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From the perspective of this separate ego “self” it feels quite vulnerable, broken, apart, subject to death, lonely, disconnected, imperfect, inferior, a fragment, weak, ashamed, sinful. This causes the “self” to want to do things that will protect itself and aggrandize itself. It feels it needs to shield itself from anything that could harm it, lessen it, threaten it, or expose its vulnerability, and so it creates a shell around itself for security. It hides because it feels it is naked. It also seeks to possess things that it thinks will help it be more whole and complete, such as material possessions, social status, wealth, honor, power, control. The ego-self even seeks to perfect itself and immortalize itself (ironically) through spiritual performances and rituals and ideas. These add to its sense of “self,” making it appear larger, stronger, more invincible, at least to itself. Most acts of evil seem to stem from these two pulls towards excessive protection or aggrandizement of the ego “self.” This is where I think the “devil” emerges, the mythology of “Satan,” from the profound sense of being a separate “self.” We might note that “Lucifer” is also a fallen angel, originally the morning star (Christ), which falls from that divine heavenly glory to become “Satan.” I think this is part of the same mythological tradition along with the Fall of Adam & Eve.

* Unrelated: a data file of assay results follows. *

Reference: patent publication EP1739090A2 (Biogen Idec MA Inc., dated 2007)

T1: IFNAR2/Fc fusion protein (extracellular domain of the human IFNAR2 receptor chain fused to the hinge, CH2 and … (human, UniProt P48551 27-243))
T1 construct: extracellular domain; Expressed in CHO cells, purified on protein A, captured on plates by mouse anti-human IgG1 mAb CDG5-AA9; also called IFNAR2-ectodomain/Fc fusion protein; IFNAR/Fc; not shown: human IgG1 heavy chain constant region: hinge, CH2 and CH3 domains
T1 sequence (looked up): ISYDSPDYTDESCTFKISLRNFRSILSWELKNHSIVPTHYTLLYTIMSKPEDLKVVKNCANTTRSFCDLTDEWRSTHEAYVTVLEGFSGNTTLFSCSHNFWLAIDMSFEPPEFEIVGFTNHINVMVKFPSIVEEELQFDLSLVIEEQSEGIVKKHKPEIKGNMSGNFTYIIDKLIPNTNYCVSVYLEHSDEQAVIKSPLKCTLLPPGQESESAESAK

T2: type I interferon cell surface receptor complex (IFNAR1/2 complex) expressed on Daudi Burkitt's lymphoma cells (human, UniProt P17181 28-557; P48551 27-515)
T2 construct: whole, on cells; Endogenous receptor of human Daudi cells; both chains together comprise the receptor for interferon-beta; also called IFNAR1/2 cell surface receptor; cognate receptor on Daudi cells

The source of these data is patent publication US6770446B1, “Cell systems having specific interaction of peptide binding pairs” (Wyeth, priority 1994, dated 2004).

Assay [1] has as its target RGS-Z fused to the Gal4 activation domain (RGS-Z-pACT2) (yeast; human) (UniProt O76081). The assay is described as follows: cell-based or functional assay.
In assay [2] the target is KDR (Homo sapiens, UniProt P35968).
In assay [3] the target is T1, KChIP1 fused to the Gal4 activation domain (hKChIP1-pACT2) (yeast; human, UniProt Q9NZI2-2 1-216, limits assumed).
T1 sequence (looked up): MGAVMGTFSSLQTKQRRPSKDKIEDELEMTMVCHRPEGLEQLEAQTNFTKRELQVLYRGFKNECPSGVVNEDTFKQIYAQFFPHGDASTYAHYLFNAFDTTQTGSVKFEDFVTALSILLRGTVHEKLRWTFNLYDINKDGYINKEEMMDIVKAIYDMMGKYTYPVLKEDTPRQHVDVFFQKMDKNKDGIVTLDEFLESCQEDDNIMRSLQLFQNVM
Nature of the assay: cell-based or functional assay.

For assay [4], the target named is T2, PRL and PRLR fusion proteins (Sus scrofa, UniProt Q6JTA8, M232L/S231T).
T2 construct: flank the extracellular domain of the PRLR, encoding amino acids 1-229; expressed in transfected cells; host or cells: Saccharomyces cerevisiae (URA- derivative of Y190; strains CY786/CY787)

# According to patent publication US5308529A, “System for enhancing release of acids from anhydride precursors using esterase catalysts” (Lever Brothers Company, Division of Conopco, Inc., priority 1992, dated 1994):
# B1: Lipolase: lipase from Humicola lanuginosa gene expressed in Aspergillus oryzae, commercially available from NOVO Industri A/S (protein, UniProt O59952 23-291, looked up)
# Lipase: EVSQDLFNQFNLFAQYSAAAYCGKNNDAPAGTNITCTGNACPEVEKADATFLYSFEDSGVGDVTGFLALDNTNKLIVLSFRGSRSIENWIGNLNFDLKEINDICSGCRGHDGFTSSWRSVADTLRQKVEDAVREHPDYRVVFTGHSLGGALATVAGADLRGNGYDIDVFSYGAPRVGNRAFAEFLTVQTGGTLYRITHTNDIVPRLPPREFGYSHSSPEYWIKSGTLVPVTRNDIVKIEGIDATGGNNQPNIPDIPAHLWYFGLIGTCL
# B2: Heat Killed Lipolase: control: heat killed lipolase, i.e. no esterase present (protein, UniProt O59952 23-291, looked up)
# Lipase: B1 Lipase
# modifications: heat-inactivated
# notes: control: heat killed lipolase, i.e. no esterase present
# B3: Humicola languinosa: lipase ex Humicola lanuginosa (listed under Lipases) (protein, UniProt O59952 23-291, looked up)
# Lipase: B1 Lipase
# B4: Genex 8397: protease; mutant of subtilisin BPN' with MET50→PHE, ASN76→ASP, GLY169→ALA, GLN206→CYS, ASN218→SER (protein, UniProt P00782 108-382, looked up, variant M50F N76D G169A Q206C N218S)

When this separate “self” falls away from our consciousness, when “Satan” is cast out of the temple of our mind, when the “self” is transcended or when it “dies” from conscious awareness (Gal. 2:20), then we are redeemed from all these limitations and suffering of the ego “self,” redeemed from the Fall into the separate “self,” saved or liberated from all our “sins” of feeling separate, broken, weak, imperfect, and we realize our wholeness, completeness, and perfection as One in God again, in the full presence of God, which is wholly One in us and all things. We realize our true identity is not that illusory constructed “self” we thought we were, but rather is One in God. We realize our Christ nature, our Buddha-nature, the Atman within that is one in Brahman. We are redeemed from our fallen ego self by realizing our true Self (Christ), liberated from our imprisonment in the separate “self” by recognizing our true identity and nature as One in God, as One with the world/nature, as One in the cosmos/reality, as One with all other beings. We are at-One again. This is the at-one-ment, or Atonement.